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Industry Bulletin: Earth-Friendly Elements, Mined Destructively (NY Times, December 26, 2009)

January 4, 2010

On December 26, 2009, The New York Times featured the article "Earth-Friendly Elements, Mined Destructively" by Keith Bradsher, the Times' Hong Kong bureau chief. Mr. Bradsher first published on the rare earth elements story September 1, 2009, drawing attention to the vital importance of the rare earths in green technology and China's control of 95% of the world's primary supplies.

The December 26th article highlights the strategic importance specifically of the heavy rare earth elements while pointing out that these scarce commodities are presently only sourced from one district in southeastern China using environmentally-destructive mining methods. The story graphically describes some of the severe environmental impacts on the local people being caused by uncontrolled illegal mining and processing of the unusual low-grade "ionic clay" heavy rare earth ore.

The Chinese government is presently attempting to curtail this illegal heavy rare earth production which will undoubtedly result in shortages of the heavy rare earths until new sources of supply come on stream. China is already reacting by imposing increasing restrictions on the export of unprocessed heavy rare earth materials, creating opportunities for new producers to emerge outside of China.

Avalon is ideally-positioned to become that new producer as its flagship Nechalacho Rare Earth Elements Deposit, at Thor Lake, Northwest Territories, is emerging as one of the largest and richest potential new sources of heavy rare earth elements in the world. Importantly, being a hard rock mineral resource geologically unlike the Chinese ionic clays, means it will not create the same environmental impacts that are the cause of concern in Southern China. Further, Avalon is committed to developing this world class deposit in an environmentally responsible manner and its current practice at the project site has already earned praise from local community leaders. (See news coverage of July 2009:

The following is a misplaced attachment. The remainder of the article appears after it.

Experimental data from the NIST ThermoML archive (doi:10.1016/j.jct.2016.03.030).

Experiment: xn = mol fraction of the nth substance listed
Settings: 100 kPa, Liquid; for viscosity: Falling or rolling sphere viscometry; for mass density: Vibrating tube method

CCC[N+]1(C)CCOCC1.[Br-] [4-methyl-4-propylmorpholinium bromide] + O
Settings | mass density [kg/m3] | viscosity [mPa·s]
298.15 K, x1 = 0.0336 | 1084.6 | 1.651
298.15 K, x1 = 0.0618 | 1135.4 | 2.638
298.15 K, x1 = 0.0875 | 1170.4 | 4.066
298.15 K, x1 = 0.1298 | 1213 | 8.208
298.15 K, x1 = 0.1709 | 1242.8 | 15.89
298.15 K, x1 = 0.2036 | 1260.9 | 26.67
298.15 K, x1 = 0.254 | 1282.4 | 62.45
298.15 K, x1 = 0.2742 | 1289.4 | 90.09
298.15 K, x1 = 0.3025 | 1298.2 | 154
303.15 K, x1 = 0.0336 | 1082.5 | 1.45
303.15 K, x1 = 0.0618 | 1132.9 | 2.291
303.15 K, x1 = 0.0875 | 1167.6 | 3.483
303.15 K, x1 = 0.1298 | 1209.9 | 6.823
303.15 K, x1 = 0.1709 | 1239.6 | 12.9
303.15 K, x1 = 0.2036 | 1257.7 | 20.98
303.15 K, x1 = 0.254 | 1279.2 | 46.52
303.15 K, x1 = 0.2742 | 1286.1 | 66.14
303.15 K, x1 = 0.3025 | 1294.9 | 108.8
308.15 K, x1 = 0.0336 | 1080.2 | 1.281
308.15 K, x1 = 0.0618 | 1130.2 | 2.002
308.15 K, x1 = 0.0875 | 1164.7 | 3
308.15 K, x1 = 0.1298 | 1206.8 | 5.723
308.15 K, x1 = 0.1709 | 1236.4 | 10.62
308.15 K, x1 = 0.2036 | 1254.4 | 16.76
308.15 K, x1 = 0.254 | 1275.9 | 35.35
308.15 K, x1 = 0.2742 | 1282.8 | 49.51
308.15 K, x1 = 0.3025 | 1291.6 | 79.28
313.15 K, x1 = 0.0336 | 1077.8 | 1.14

With a pre-feasibility study on the deposit due for completion this spring, the Nechalacho deposit is already well-advanced towards achieving initial production of heavy rare earths by 2014.

Earth-Friendly Elements, Mined Destructively, By KEITH BRADSHER

GUYUN VILLAGE, China Some of the greenest technologies of the age, from electric cars to efficient light bulbs to very large wind turbines, are made possible by an unusual group of elements called rare earths. The world's dependence on these substances is rising fast.

Just one problem: These elements come almost entirely from China, from some of the most environmentally damaging mines in the country, in an industry dominated by criminal gangs.

Western capitals have suddenly grown worried over China's near monopoly, which gives it a potential stranglehold on technologies of the future.

In Washington, Congress is fretting about the United States military's dependence on Chinese rare earths, and has just ordered a study of potential alternatives.

Here in Guyun Village, a small community in southeastern China fringed by lush bamboo groves and banana trees, the environmental damage can be seen in the red-brown scars of barren clay that run down narrow valleys and the dead lands below, where emerald rice fields once grew.

Miners scrape off the topsoil and shovel golden-flecked clay into dirt pits, using acids to extract the rare earths. The acids ultimately wash into streams and rivers, destroying rice paddies and fish farms and tainting water supplies.

On a recent rainy afternoon, Zeng Guohui, a 41-year-old laborer, walked to an abandoned mine where he used to shovel ore, and pointed out still-barren expanses of dirt and mud. The mine exhausted the local deposit of heavy rare earths in three years, but a decade after the mine closed, no one has tried to revive the downstream rice fields.

Small mines producing heavy rare earths like dysprosium and terbium still operate on nearby hills. "There are constant protests because it damages the farmland - people are always demanding compensation," Mr. Zeng said.

"In many places, the mining is abused," said Wang Caifeng, the top rare-earths industry regulator at the Ministry of Industry and Information Technology in China.

"This has caused great harm to the ecology and environment."

There are 17 rare-earth elements some of which, despite the name, are not particularly rare but two heavy rare earths, dysprosium and terbium, are in especially short supply, mainly because they have emerged as the miracle ingredients of green energy products. Tiny quantities of dysprosium can make magnets in electric motors lighter by 90 percent, while terbium can help cut the electricity usage of lights by 80 percent. Dysprosium prices have climbed nearly sevenfold since 2003, to $53 a pound. Terbium prices quadrupled from 2003 to 2008, peaking at $407 a pound, before slumping in the global economic crisis to $205 a pound.

China mines more than 99 percent of the world's dysprosium and terbium. Most of China's production comes from about 200 mines here in northern Guangdong and in neighboring Jiangxi Province.

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